Anti-Social Behaviour (ASB)
Any threatening, nuisance or intimidating behaviour which impacts on a person's quality of life.
When anti-social behaviour does affect your life, it can have a significant impact. ASB can include:
Who can help to resolve anti-social behaviour ?
Sometimes the person committing the anti-social behaviour does not realise the effect they are having on someone and may stop the behaviour when they are made aware. If you feel able to do so, approach the person who is behaving anti-socially and speak to them in a calm and polite manner, listen to what they have to say and be prepared to compromise, if appropriate.
However, if you are physically assaulted, then this is a criminal offence and should be reported immediately to the police using the 999 emergency number or 101 non-emergency number, both of which operate 24hrs a day.
If you feel that you can not speak to the person who is causing you harm, then that is when other agencies can get involved to help you. Central Bedfordshire Council (CBC) provide the following teams that may be able to help you:
Central Bedfordshire Community Safety ASB Team
(Private tenants, home owners and community ASB issues)
Central Bedfordshire Council Environmental Protection Team
(Domestic noise, smoke and light nuisance, fly-tipping & litter)
Central Bedfordshire Landlord Services Estates Management Team
(Anti-social behaviour involving a Central Bedfordshire Council tenant)
The council operate a 24 hour reporting system for all these teams. Out of hours will be passed to the relevant team to begin investigation the next business working day. Telephone: 0300 300 8302
You can also report anti-social behaviour online at: www.centralbedfordshre.gov.uk/asb
Questions to consider when contacting any CBC ASB Team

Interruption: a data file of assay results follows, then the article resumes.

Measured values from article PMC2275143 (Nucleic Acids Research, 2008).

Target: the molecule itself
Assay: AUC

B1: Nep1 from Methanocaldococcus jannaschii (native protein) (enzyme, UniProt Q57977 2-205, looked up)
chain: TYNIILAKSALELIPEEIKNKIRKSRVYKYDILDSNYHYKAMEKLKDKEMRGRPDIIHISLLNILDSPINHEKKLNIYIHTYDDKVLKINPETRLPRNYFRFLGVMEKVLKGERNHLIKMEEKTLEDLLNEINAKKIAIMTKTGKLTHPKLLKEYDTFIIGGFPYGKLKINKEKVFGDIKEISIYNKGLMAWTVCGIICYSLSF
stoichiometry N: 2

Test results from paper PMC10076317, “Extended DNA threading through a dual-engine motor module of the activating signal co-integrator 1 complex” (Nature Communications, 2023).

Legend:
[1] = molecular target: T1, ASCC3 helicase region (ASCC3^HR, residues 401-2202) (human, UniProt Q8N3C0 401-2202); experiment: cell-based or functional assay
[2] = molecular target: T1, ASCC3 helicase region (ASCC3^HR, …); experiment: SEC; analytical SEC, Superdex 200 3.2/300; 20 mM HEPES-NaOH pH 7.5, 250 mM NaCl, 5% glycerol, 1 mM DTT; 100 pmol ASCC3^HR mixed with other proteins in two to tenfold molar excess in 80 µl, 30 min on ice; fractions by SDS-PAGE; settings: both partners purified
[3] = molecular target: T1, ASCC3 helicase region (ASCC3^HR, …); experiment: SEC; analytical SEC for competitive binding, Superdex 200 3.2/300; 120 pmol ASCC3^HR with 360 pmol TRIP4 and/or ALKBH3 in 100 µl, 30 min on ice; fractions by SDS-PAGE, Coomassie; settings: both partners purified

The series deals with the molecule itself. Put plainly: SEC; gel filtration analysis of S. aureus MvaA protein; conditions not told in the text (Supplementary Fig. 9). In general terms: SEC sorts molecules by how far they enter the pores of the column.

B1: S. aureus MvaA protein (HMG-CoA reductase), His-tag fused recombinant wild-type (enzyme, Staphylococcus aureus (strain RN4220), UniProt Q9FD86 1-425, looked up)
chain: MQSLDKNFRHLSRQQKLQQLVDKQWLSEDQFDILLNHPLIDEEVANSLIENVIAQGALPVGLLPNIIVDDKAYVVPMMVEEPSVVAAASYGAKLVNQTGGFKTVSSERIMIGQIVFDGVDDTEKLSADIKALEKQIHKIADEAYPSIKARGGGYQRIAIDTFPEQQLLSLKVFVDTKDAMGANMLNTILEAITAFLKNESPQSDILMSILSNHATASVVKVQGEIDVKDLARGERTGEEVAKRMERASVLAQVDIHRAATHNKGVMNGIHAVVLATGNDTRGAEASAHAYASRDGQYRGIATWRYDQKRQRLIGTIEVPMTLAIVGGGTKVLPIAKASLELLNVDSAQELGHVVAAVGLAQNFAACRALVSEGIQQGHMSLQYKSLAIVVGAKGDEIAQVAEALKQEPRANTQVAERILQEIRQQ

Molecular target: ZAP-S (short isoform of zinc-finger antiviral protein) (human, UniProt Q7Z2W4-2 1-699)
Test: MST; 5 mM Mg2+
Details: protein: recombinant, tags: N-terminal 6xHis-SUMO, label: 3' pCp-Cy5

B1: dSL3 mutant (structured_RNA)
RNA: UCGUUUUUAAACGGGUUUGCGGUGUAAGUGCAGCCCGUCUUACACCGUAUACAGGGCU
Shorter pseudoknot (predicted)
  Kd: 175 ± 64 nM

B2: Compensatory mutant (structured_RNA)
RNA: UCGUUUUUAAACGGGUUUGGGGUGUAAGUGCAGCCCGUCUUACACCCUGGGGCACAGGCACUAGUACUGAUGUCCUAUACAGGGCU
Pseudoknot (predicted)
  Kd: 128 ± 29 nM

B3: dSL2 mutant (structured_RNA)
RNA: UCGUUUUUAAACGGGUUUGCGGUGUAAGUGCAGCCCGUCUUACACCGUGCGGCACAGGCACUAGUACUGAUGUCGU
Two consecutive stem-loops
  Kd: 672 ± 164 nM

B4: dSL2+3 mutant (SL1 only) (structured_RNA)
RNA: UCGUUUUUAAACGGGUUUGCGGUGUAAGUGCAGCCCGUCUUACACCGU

Citizens Advice Bureau 01582 731616
Luton Law Centre 01582 481000
Environmental Health 0300 300 8000
Landlord Services Freephone repairs 0800 074 0263
National Domestic Violence Helpline 0808 200 0247
Our thanks to the Central Bedfordshire Council for permitting us to copy extracts from their leaflet on anti-social behaviour.
Anti-Social Behaviour - New Powers
Police, councils and housing associations across Bedfordshire are to take advantage of new powers aimed at helping them to fight anti-social behaviour. The powers came into effect on Monday, 20 October and are made possible following the Government’s new Anti-Social Behaviour Crime and Police Act 2014. The partners agreed the key benefit of the legislation is that it helps ‘put victims first’ by making partnership working more effective and enforcement measures easier to implement. New ‘Community Protection Notices’ will allow police and local authorities to tackle environmentally anti-social behaviour such as noise or fly-tipping and issue fixed penalty tickets to those who breach them.
Local authorities will be able to impose new Public Space Protection Orders to prohibit certain kinds of behaviour, such as drinking and nuisance gatherings, within defined areas. Police and PCSOs will then be able to issue tickets to anyone who breaches them. Another tool is the ‘Community Remedy’ document. It gives victims the chance to work with police and PCSOs and have a say on what low-level offenders should do instead of being taken to court. They will be able to choose from a list of pre-defined “actions”.
Under the legislation any victim who is unhappy with the response to an on-going problem by police and partners can apply to pull a new “community trigger”. The trigger requires partners to meet, review their response and consider what more can be done. Ways to apply the trigger will be advertised via the partners’ web sites and marketing materials. A statement released by police and partners said: “We have given this legislation a great deal of consideration and concluded it will enable us as partners to build on much of the good work we are already doing to combat anti-social behaviour. That is great news for residents, great news for us and bad news for the small minority of individuals and groups who blight our communities with their selfish ways.”
A comprehensive presentation has been put together by the Police to describe the various acts that can be considered as anti-social behaviour, as well as the Police powers to deal with such situations. Please click on the image below to view this as PDF document.
Please note that the Home Office may change this guidance at short notice, but this presentation is correct as at 20 October 2014.